South China Sea
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Fishing fleet on 'risky' mission

Nearly 9,000 Chinese fishing boats set off from southernmost Hainan province yesterday towards disputed waters in the South China Sea as a summer fishing break ended.

Analysts say the massive push is another step by Beijing to strengthen its sovereignty claims over the contested waters and is likely to further fuel tensions in the region.

'A new round of rows over fishing and territorial disputes will potentially be triggered in the near future, but Beijing is still in the most advantageous position,' said Fu Kuen-chen, a Taiwanese expert in maritime law.

The fleet embarked as the provincial government said it was trying to boost the fishing industry in the region, including around Sansha city on Woody Island, which is known as Yongxing Island in Chinese, the Hainan Daily reported.

The city was recently established to oversee two disputed island chains - the Spratlys and Paracels - and an undersea atoll.

Senior Colonel Li Jie, a researcher with the navy's military academy, said that the fleet's deployment was a move to further advance China's maritime territorial claims, following the beginning of regular military patrols in the South China Sea last month.

'China has now decided to change its previous passive stance and adopt proactive measures that include deeper involvement in exploiting the fishing resources in the South China Sea, which it believes is its own territory,' he said.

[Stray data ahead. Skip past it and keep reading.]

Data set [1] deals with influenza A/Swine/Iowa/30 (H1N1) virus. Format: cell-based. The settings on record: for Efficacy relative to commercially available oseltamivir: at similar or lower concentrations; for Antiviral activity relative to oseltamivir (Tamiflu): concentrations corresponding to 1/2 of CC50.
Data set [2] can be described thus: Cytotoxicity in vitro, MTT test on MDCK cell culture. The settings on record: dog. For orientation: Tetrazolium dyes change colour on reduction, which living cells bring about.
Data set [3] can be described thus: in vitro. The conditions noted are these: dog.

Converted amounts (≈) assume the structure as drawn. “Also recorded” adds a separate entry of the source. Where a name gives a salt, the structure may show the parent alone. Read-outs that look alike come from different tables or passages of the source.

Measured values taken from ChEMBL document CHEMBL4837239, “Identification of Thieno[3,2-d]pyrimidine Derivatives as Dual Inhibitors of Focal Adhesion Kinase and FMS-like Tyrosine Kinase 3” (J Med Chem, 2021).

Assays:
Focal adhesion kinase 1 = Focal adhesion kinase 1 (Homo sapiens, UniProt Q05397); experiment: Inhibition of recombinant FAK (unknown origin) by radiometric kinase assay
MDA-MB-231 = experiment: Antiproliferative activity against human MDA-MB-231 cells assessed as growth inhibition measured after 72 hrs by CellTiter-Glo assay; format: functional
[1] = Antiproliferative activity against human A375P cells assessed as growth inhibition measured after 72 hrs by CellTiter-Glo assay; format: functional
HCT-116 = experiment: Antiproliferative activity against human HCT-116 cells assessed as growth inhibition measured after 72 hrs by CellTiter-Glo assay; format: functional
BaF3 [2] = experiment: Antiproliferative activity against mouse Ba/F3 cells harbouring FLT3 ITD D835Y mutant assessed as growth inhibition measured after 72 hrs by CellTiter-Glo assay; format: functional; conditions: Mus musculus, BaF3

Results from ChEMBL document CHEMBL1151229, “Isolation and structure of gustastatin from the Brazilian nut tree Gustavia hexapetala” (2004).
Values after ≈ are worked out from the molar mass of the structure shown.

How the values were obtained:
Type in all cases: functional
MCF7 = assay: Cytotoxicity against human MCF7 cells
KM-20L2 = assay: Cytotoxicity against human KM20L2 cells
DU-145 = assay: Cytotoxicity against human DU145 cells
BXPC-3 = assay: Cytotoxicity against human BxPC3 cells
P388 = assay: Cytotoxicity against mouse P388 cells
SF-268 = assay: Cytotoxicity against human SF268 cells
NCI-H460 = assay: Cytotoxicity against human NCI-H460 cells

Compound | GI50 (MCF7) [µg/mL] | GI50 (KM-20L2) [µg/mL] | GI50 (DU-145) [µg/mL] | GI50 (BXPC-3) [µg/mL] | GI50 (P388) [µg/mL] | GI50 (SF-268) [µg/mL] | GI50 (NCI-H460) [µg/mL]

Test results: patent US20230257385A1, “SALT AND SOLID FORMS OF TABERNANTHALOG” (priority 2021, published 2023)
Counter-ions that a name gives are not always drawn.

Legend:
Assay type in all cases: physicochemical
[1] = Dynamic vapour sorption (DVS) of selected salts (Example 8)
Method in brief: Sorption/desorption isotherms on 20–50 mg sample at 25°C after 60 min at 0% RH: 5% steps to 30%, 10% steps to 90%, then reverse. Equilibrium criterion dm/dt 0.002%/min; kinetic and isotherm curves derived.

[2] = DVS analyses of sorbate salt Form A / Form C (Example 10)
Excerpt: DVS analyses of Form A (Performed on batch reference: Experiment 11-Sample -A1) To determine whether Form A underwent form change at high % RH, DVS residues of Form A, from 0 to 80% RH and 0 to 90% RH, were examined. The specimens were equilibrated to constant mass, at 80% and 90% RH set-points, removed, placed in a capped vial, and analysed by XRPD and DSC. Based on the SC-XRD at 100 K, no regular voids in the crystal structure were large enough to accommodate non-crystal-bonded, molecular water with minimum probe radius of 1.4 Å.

The provincial government is also helping local fishermen build more advanced ships for deep-sea fishing, and organising ships to visit the contested areas.

The newspaper, under the control of provincial authorities, said Sansha's establishment necessitated these types of measures to develop the fishing industry.

Fu said equipping Hainan fishermen with better boats would encourage them to go to disputed deep-sea areas en masse, assuming there would be safety in numbers if they were confronted by foreign ships.

'The Hainan trawlers could be assembled into fishing fleets to operate on the high seas, which was a common practice by Taiwanese fishermen in the past as a way to stave off or fight Indonesian military gunships that harassed them during fishing operations,' Fu said.

However, such operations will carry inherent risks. 'The deep-water plans for Hainan fishing fleets will definitely reach those disputed waters,' he said.

'These actions would inevitably irk Vietnam and the Philippines; they may take some counter-actions as well, which might trigger further disputes.'

The thousands of trawlers had been restricted to ports during a fishing moratorium, which began on May 12 and ended at noon yesterday.

Fu said that Hainan's encouragement of local fishermen to play a part in developing the fishery industry around Sansha was in line with a 'legal, moderate and unswerving decision' by the central leadership in Beijing.

Fu added that the 1982 UN Convention on the Law of the Sea encourages countries engaged in maritime disputes to negotiate with each other in an attempt to come to a peaceful and mutually acceptable agreement.

Beijing lays claim to essentially all of the South China Sea, But its insistence on ownership of the Spratly archipelago overlaps with claims by Vietnam, the Philippines, Taiwan, Brunei and Malaysia.